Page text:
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printf() and write()

 
 
ericunfuk
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      03-10-2007
printf("hello");
write(1,"hello",5);

Are these two have the same effect?Only the 2nd one work for me
sometimes?Are there situations that I can only use write() instead of
printf()?


Thanks

 
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Ian Collins
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      03-10-2007
ericunfuk wrote:
> printf("hello");
> write(1,"hello",5);
>
> Are these two have the same effect?Only the 2nd one work for me
> sometimes?Are there situations that I can only use write() instead of
> printf()?
>

write isn't standard C, its POSIX. You should use fwrite if you want
your code to be portable. You would use (f)write to write to a stream
other than the standard output.

--
Ian Collins.
 
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Nelu
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      03-10-2007
ericunfuk wrote:
> printf("hello");
> write(1,"hello",5);
>
> Are these two have the same effect?Only the 2nd one work for me
> sometimes?Are there situations that I can only use write() instead of
> printf()?
>


write is not part of the C standard.

What do you mean by "Only the 2nd one work for me"?
printf("hello") should work as long as you have a correctly
written C program that include <stdio.h>. It may not print
anything on the screen but that's because you need to add a new
line so the output stream gets flushed.

Try these two programs and let me know which one works:
P1:
#include <stdio.h>
int main(void) {
printf("hello");
return 0;
}

P2:
#include <stdio.h>
int main(void) {
printf("hello\n");
return 0;
}

The standard C functions use buffered I/O operations so there are
no guarantees that anything will be output on the screen until
the stdio buffer is flushed.
The fwrite function is similar to printf but there are no
guarantees you will see anything on the screen until the buffer
is flushed.

<OT>
I don't think the write function is buffered (I may be wrong
though and you should ask about the function in a POSIX group) so
what you write shows up on the screen right away.
</OT>

--
Ioan - Ciprian Tandau
tandau _at_ freeshell _dot_ org (hope it's not too late)
(... and that it still works...)
 
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Martin Ambuhl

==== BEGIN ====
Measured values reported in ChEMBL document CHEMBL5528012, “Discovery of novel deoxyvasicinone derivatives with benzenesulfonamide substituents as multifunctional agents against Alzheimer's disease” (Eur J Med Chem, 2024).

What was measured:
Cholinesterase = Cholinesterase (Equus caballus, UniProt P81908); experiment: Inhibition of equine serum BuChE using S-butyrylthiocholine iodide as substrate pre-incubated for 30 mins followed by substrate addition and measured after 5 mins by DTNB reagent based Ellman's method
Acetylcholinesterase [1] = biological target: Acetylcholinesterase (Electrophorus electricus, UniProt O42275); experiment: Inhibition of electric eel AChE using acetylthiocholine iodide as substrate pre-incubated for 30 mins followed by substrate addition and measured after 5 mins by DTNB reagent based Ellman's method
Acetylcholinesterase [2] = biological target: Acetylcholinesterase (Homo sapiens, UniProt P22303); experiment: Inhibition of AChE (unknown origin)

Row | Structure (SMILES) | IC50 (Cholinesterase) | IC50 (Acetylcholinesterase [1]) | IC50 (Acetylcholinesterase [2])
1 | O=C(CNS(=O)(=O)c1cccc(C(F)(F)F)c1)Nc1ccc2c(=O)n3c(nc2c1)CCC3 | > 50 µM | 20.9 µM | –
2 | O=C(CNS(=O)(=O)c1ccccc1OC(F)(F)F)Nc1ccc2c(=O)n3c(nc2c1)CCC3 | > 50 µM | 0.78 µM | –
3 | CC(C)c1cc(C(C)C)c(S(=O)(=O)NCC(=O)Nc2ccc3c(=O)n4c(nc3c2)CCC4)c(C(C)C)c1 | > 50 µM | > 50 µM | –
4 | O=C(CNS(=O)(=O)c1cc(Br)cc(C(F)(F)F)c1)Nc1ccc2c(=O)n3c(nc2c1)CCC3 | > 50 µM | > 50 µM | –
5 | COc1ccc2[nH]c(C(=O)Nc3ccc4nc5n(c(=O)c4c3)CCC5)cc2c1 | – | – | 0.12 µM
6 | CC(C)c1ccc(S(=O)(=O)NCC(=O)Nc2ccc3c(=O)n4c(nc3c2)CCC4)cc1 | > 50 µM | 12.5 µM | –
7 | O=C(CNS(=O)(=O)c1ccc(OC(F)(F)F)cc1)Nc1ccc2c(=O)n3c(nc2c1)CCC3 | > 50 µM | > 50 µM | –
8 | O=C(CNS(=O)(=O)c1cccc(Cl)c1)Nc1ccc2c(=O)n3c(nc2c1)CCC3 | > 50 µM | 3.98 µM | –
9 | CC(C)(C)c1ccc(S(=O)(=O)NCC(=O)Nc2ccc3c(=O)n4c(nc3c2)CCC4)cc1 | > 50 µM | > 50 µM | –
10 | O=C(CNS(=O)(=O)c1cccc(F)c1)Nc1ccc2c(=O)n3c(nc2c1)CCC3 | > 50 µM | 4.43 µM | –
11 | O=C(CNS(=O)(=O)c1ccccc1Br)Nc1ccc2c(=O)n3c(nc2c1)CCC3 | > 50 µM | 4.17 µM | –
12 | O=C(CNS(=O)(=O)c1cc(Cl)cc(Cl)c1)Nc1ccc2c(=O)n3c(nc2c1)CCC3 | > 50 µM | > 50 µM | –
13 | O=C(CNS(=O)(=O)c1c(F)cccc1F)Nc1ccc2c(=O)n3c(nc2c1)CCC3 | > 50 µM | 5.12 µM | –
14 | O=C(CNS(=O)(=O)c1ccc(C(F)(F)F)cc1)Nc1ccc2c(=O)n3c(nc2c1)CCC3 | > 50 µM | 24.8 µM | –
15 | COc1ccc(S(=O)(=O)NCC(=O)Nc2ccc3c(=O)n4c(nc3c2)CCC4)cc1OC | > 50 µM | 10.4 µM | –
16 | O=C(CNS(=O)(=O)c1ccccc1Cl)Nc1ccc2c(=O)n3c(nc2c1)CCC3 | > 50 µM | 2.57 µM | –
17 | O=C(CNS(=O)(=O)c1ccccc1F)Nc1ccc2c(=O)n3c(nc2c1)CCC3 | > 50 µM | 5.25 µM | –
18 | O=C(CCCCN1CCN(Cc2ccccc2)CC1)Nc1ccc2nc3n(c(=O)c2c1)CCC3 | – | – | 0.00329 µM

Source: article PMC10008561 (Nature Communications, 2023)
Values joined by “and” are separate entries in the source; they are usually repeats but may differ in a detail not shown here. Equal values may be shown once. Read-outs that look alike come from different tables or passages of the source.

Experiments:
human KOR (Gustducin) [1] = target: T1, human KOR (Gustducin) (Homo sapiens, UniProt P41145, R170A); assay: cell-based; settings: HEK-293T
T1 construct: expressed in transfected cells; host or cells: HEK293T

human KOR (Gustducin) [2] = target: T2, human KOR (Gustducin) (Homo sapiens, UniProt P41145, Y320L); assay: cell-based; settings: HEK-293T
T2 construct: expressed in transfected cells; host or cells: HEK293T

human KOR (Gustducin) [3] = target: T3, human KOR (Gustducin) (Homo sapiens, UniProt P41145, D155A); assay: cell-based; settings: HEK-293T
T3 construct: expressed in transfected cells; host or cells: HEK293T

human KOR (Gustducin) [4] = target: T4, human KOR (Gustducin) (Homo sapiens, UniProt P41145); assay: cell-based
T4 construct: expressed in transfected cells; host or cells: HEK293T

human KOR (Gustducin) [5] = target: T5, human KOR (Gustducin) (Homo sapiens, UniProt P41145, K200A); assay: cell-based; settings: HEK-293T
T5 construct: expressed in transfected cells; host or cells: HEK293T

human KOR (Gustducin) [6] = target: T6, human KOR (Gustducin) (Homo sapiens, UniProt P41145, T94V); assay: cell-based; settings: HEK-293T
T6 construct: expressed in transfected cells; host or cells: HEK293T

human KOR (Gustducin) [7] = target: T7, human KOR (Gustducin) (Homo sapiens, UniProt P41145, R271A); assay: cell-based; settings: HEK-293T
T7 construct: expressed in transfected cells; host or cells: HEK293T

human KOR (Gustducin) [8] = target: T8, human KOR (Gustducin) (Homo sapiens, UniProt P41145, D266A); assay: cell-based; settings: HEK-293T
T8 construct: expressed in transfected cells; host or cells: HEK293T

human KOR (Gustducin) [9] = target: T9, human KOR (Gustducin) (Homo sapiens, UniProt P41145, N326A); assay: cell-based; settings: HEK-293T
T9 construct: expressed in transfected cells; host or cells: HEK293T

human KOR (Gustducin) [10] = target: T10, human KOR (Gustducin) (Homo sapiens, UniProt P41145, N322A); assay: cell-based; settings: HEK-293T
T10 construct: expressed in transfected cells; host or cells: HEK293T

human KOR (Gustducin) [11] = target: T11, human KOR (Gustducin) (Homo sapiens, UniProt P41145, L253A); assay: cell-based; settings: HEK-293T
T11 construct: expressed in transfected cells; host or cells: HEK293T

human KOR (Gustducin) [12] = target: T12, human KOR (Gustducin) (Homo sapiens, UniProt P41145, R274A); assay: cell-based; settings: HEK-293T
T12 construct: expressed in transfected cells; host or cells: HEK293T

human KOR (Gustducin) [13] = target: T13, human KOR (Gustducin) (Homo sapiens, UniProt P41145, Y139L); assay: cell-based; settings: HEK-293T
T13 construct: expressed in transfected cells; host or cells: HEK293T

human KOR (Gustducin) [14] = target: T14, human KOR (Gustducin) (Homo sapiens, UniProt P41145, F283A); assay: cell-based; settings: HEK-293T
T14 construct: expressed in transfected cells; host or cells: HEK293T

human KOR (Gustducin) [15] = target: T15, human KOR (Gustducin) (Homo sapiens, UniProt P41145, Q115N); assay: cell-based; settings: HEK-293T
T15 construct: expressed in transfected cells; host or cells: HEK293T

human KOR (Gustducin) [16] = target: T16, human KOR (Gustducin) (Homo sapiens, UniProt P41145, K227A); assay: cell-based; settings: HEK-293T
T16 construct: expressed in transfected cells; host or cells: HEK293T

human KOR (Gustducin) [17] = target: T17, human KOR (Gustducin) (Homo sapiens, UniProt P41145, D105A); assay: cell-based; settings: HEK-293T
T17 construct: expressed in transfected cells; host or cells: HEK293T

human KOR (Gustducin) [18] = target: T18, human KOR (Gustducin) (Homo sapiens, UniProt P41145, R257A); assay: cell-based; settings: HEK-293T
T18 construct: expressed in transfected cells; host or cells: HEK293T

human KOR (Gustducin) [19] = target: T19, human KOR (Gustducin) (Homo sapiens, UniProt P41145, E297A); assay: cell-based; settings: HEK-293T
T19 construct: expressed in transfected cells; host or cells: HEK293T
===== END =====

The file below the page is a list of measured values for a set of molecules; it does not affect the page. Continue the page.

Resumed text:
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      03-10-2007
ericunfuk wrote:
> printf("hello");
> write(1,"hello",5);
>
> Are these two have the same effect?Only the 2nd one work for me
> sometimes?Are there situations that I can only use write() instead of
> printf()?


There is no standard C function called 'write'. There is no way to tell
what your implementation defines 'write' to mean without seeing that
implementation's documentation. Draw your own conclusion.
 
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santosh
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      03-10-2007
ericunfuk wrote:
> printf("hello");
> write(1,"hello",5);
>
> Are these two have the same effect?


Depends on the definition of write, which is not defined by the C
Standard. There's a POSIX function by that name though.

> Only the 2nd one work for me sometimes?


Any such limitation is likely to involve details of system specific
nature. You should pursue that angle in a POSIX, UNIX or system
specific group like comp.unix.programmer.

 
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Mark McIntyre
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      03-10-2007
On 9 Mar 2007 19:19:01 -0800, in comp.lang.c , "ericunfuk"
<(E-Mail Removed)> wrote:

>printf("hello");


try printf("hello\n");

Without a newline, printf is not guaranteed to flush the output buffer
to screen, so nothing may appear.

--
Mark McIntyre

"Debugging is twice as hard as writing the code in the first place.
Therefore, if you write the code as cleverly as possible, you are,
by definition, not smart enough to debug it."
--Brian Kernighan
 
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Joachim Schmitz
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      03-10-2007
"Mark McIntyre" <(E-Mail Removed)> schrieb im Newsbeitrag
news:(E-Mail Removed)...
> On 9 Mar 2007 19:19:01 -0800, in comp.lang.c , "ericunfuk"
> <(E-Mail Removed)> wrote:
>
>>printf("hello");

>
> try printf("hello\n");

try is C++

Sorry, could not resists...

Bye, Jojo


 
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